Threads for bttf

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    This essay has inspired me to drop what I’m doing as a programmer and fulfill my duties as a traveling musician

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      The overly derisive tone of this essay is enough to ward me away from ever wanting to work with the person.

      That being said, I think there’s some validity to the argument. However, stand-ups may still be a reliable tool for teams who aren’t completely comprised of excellent performers - some less fortunate teams have to find ways to deal with mediocrity and stand-ups can help in that respect, I think.

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        When I became a tech lead and started managing people, I spent a lot of time managing relationship between team members, helping others, and reviewing pull request. I was lucky if I spent an hour writing some code. So during the daily standup I couldn’t say what I was doing the other day: it just passed and I sort of did something, but where exactly did my time go? So I started journaling. And it helped a lot with recalling the previous day. Also retrospectives became so much easier.

        But then I quit that job and forgot the habit. Now trying to get back into it via blogging and writing a monthly post recalling what happened.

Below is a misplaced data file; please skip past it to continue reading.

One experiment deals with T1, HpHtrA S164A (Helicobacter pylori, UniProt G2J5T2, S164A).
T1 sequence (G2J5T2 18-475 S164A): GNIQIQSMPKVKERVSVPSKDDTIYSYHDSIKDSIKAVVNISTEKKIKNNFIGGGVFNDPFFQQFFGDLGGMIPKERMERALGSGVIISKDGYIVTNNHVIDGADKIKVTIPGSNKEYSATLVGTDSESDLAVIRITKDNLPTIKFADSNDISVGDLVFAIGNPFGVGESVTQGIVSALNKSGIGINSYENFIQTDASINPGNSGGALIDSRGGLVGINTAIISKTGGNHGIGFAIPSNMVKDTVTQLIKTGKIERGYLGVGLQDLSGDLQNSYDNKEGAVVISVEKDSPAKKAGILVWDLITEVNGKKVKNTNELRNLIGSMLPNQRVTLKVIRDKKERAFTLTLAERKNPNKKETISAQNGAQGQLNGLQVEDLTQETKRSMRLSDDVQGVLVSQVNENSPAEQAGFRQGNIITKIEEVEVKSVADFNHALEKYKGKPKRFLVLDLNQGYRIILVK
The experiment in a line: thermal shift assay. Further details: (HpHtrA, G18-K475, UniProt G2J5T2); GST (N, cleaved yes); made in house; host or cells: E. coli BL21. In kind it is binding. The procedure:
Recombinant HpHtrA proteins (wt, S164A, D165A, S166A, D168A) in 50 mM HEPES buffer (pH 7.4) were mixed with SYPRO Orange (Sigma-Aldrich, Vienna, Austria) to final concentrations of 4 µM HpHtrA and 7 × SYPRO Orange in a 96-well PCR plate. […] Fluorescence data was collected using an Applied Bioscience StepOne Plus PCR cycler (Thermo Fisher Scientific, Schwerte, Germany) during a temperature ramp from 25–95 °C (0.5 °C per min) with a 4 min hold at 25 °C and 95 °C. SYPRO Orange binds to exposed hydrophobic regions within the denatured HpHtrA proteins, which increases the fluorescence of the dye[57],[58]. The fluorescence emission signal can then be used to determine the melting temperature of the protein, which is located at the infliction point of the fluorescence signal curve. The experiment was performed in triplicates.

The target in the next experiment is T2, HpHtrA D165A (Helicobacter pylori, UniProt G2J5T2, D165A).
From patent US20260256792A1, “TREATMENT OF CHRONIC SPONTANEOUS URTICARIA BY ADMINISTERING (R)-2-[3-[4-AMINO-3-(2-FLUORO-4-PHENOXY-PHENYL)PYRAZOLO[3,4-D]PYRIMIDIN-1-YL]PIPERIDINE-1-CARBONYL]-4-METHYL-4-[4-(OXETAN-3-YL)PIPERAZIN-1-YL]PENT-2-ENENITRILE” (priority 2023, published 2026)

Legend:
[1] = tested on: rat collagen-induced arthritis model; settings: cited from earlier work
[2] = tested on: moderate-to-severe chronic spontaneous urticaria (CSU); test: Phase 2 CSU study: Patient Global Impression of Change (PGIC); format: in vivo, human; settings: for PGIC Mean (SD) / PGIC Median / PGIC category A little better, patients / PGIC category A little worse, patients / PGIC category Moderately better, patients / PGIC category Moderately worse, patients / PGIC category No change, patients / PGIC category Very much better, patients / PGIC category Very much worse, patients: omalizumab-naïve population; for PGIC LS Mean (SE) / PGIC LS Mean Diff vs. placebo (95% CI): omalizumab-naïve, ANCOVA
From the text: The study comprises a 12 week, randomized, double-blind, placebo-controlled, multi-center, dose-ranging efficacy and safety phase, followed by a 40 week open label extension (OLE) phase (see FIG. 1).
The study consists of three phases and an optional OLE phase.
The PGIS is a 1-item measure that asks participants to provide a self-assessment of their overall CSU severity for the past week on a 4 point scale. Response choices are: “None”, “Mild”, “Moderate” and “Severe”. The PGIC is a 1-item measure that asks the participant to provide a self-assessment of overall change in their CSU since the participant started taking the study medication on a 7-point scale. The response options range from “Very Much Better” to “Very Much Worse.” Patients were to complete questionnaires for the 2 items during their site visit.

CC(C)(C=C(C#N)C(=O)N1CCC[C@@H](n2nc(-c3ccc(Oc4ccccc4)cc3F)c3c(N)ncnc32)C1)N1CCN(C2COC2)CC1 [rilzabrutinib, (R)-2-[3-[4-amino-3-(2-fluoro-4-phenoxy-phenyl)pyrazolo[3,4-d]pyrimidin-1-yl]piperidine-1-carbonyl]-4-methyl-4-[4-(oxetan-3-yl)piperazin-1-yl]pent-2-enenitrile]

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          By the end of the day I’ve forgotten most of what I’ve done. I started keeping a daily record, a list of the nuggets of activity that I did during the day. It’s really helpful to be able to look back on the past week and see a list of items and remember all that I had done. It always turns out to be more work than I thought.

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            I love slack standups for just this reason. It’s not as detailed, but still helps me see the arc of my work in a way that a verbal standup can’t.

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            Yes, I can’t journal to save my life, but blogging is something I have found works for me. The public nature of it makes it easier to see the return, perhaps?

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              Did you journal specifically about work interactions, project progress, and the like? Curious to know if there was any system you employed. Did you also journal about outside life stuff?